Contributed from Queensland
In a move that is of no surprise to anybody, Malcolm Turnbull has announced two new measures that are said to be necessary to combat the threat of terrorism.
One thing he has failed to mention is that both impose on all of us and because of this, they are wrong. Nor will they be effective at countering those who might commit acts of terror.
The first is to legislate to make it easier for the Australian Defence Forces (ADF) to take on a civilian policing role. According to Turnbull, the role is to prevent offenders from “from leaving the scene of an incident”. There is also an intention to embed military personnel in the police forces and use ADF personnel to train police as paramilitaries.
These changes are significant. They
The stated motivation for the militarisation is the coronial report on the Lindt Café siege. The report questioned the police handling of the case and it are3suggestions that the perpetrator had a personality disorder. No evidence was provided that he had participated in an attack planned by a group.
Lone wolf acts will not5 be stopped by militarising society. It may be legitimate to take preventative action and deal appropriately with perpetrators. But the solution is more complex than waving a big gun. Experience of other countries that have gone down this road suggests that this approach leads to more attacks not fewer.
Once the military is used as a means for civilian policing, its application will be expanded further and aimed at others than those currently designated as “terrorists”. Failure to provide a clear definition of the term, makes the prospect even more likely. Anyone can be called a terrorist.
Countries experiencing terror attacks are involved in overseas wars and are seen by the populations of these countries as conquering invaders. Terror groups exploit this and carry out attacks that are aimed to create precisely this militarisation of society, in the belief that the wider population will eventually be suppressed and they will turn against their governments.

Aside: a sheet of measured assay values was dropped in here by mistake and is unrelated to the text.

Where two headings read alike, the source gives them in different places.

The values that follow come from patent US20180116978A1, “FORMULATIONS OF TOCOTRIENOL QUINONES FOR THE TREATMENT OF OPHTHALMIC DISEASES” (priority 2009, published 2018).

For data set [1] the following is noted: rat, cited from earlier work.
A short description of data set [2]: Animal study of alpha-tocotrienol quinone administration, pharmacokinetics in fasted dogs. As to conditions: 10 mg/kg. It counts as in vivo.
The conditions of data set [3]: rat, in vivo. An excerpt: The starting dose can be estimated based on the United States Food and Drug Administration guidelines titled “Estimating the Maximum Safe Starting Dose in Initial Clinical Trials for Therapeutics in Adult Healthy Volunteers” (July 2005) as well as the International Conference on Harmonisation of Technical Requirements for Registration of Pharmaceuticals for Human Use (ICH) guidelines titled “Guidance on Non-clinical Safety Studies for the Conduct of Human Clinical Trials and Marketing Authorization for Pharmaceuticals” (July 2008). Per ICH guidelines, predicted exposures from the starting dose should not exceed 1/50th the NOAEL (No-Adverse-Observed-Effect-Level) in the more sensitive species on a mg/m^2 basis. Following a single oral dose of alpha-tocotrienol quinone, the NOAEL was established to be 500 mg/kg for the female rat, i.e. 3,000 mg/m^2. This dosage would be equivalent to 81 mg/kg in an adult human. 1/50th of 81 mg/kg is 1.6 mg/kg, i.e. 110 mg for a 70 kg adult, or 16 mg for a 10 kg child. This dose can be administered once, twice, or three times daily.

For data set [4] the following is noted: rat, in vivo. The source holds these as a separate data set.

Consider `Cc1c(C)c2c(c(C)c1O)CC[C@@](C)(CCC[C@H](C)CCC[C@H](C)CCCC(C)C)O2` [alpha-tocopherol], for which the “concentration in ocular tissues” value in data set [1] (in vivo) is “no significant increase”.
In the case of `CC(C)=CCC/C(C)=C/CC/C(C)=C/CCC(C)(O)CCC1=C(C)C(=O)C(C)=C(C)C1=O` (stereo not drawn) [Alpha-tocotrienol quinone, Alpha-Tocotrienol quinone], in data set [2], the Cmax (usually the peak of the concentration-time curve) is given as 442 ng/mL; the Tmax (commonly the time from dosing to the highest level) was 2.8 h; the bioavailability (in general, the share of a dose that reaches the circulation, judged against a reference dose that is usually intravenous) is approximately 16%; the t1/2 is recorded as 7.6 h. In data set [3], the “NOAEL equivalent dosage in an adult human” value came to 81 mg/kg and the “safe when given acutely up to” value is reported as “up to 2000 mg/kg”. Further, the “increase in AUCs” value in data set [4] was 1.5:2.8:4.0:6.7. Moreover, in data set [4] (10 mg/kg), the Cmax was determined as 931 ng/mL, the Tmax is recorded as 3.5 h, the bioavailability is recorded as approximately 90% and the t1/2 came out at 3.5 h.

The second measure is to legislate to force internet companies, such as Apple and Facebook, to hand over the contents of encrypted messages. If it comes to pass, this will not and cannot be restricted to only those who are clearly involved in the planning of a major crime. Everyone will be affected.
Can we trust government not to use personal information for political purposes, or sell it off to someone for commercial profit? Not if the track record is anything to go by.
The Queensland Liberal National Party Conference this weekend, passed motion to ban “head scarves”.
It has been said more than once that terror attacks are a new phenomenon and a product of the computer age. Those who suggest this show their ignorance of history. For centuries, those on the other side of a war have always been terrorists. Attacks have been carried out on the innocent and populations have been vilified. Governments have attacked civilians under the guise of dealing with terrorists.
What we are experiencing today is nothing new. Nor is the failure to learn the lessons of history, which show that it is no use just taking on the symptoms, without dealing with the underlying causes of the problem.
Although a few do carry out murderous acts, the “terrorist” label has a political dimension, used to profile populations and justify acts of abuse and viole3nce that would never have been tolerated a short time ago.
Auistralia has experienced a spike in attacks and violence on people perceived those thought to be Muslims.
The loudest voices against the terrorists are the loudest voices against restrictions to acts of racial abuse. This warrants some thinking about.